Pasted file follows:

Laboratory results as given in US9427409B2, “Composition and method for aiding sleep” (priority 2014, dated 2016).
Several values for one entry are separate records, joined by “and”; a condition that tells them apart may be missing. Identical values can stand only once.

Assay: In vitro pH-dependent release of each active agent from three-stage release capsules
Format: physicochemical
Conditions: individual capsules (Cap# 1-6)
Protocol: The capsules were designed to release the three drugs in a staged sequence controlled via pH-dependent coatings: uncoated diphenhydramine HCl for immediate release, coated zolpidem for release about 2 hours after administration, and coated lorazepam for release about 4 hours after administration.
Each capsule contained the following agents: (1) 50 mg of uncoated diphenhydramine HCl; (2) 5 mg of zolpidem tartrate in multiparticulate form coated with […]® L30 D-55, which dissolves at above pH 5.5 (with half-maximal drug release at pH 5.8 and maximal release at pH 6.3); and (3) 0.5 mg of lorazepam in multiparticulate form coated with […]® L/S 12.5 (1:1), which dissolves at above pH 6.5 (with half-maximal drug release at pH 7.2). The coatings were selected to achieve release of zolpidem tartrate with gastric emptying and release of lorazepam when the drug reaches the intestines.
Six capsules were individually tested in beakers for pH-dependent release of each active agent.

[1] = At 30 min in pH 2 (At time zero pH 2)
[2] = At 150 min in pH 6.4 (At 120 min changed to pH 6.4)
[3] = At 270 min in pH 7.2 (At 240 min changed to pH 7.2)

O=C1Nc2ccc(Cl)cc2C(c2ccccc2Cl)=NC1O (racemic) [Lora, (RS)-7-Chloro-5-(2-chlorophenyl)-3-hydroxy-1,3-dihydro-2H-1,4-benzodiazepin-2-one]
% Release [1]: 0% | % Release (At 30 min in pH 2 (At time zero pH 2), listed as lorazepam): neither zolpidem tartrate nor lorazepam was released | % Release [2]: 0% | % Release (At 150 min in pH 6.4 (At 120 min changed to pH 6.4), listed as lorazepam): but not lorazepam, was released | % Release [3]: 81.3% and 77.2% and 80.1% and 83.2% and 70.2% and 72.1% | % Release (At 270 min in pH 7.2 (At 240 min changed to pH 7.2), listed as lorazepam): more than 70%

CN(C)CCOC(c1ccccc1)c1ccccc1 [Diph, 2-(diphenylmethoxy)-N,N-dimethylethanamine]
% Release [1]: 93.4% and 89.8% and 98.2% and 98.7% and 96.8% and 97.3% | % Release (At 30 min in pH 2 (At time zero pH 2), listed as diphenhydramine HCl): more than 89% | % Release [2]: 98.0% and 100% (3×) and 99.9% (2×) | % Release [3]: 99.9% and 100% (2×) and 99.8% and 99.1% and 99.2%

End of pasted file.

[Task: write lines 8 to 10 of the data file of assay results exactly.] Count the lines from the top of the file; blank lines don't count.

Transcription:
Six capsules were individually tested in beakers for pH-dependent release of each active agent.

[1] = At 30 min in pH 2 (At time zero pH 2)
[2] = At 150 min in pH 6.4 (At 120 min changed to pH 6.4)